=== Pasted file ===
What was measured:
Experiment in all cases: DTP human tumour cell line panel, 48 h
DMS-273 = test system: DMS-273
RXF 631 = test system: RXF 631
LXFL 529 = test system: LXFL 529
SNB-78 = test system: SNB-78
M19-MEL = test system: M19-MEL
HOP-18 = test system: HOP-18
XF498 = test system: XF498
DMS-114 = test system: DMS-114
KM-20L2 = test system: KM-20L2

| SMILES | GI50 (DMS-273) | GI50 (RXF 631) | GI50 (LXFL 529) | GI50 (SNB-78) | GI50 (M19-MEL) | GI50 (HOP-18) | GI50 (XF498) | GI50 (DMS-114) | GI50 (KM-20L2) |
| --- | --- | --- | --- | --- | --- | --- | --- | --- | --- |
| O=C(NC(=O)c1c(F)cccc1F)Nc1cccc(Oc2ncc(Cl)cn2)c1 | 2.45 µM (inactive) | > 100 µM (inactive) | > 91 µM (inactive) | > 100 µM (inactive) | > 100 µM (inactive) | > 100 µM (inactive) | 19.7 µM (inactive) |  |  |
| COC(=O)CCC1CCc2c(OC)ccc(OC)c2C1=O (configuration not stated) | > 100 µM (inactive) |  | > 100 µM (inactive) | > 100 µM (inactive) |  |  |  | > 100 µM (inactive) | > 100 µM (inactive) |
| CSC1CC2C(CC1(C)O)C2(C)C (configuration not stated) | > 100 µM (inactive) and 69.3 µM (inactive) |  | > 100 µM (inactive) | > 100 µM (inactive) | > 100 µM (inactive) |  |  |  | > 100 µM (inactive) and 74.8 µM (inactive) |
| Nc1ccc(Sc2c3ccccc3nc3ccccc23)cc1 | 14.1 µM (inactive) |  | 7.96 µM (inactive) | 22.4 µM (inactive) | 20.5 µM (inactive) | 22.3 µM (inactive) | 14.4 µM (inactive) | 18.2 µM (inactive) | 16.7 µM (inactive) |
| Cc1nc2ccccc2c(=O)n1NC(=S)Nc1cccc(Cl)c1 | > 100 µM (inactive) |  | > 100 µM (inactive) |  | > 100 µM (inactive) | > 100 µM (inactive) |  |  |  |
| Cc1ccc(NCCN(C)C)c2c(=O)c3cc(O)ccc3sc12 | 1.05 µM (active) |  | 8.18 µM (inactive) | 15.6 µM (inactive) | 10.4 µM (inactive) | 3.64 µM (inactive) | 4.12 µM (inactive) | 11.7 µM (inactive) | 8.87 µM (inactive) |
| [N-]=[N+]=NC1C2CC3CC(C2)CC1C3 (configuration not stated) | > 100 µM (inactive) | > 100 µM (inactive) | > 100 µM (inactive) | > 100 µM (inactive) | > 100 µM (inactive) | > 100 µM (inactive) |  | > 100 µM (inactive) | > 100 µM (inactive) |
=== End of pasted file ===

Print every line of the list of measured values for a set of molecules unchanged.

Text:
What was measured:
Experiment in all cases: DTP human tumour cell line panel, 48 h
DMS-273 = test system: DMS-273
RXF 631 = test system: RXF 631
LXFL 529 = test system: LXFL 529
SNB-78 = test system: SNB-78
M19-MEL = test system: M19-MEL
HOP-18 = test system: HOP-18
XF498 = test system: XF498
DMS-114 = test system: DMS-114
KM-20L2 = test system: KM-20L2

| SMILES | GI50 (DMS-273) | GI50 (RXF 631) | GI50 (LXFL 529) | GI50 (SNB-78) | GI50 (M19-MEL) | GI50 (HOP-18) | GI50 (XF498) | GI50 (DMS-114) | GI50 (KM-20L2) |
| --- | --- | --- | --- | --- | --- | --- | --- | --- | --- |
| O=C(NC(=O)c1c(F)cccc1F)Nc1cccc(Oc2ncc(Cl)cn2)c1 | 2.45 µM (inactive) | > 100 µM (inactive) | > 91 µM (inactive) | > 100 µM (inactive) | > 100 µM (inactive) | > 100 µM (inactive) | 19.7 µM (inactive) |  |  |
| COC(=O)CCC1CCc2c(OC)ccc(OC)c2C1=O (configuration not stated) | > 100 µM (inactive) |  | > 100 µM (inactive) | > 100 µM (inactive) |  |  |  | > 100 µM (inactive) | > 100 µM (inactive) |
| CSC1CC2C(CC1(C)O)C2(C)C (configuration not stated) | > 100 µM (inactive) and 69.3 µM (inactive) |  | > 100 µM (inactive) | > 100 µM (inactive) | > 100 µM (inactive) |  |  |  | > 100 µM (inactive) and 74.8 µM (inactive) |
| Nc1ccc(Sc2c3ccccc3nc3ccccc23)cc1 | 14.1 µM (inactive) |  | 7.96 µM (inactive) | 22.4 µM (inactive) | 20.5 µM (inactive) | 22.3 µM (inactive) | 14.4 µM (inactive) | 18.2 µM (inactive) | 16.7 µM (inactive) |
| Cc1nc2ccccc2c(=O)n1NC(=S)Nc1cccc(Cl)c1 | > 100 µM (inactive) |  | > 100 µM (inactive) |  | > 100 µM (inactive) | > 100 µM (inactive) |  |  |  |
| Cc1ccc(NCCN(C)C)c2c(=O)c3cc(O)ccc3sc12 | 1.05 µM (active) |  | 8.18 µM (inactive) | 15.6 µM (inactive) | 10.4 µM (inactive) | 3.64 µM (inactive) | 4.12 µM (inactive) | 11.7 µM (inactive) | 8.87 µM (inactive) |
| [N-]=[N+]=NC1C2CC3CC(C2)CC1C3 (configuration not stated) | > 100 µM (inactive) | > 100 µM (inactive) | > 100 µM (inactive) | > 100 µM (inactive) | > 100 µM (inactive) | > 100 µM (inactive) |  | > 100 µM (inactive) | > 100 µM (inactive) |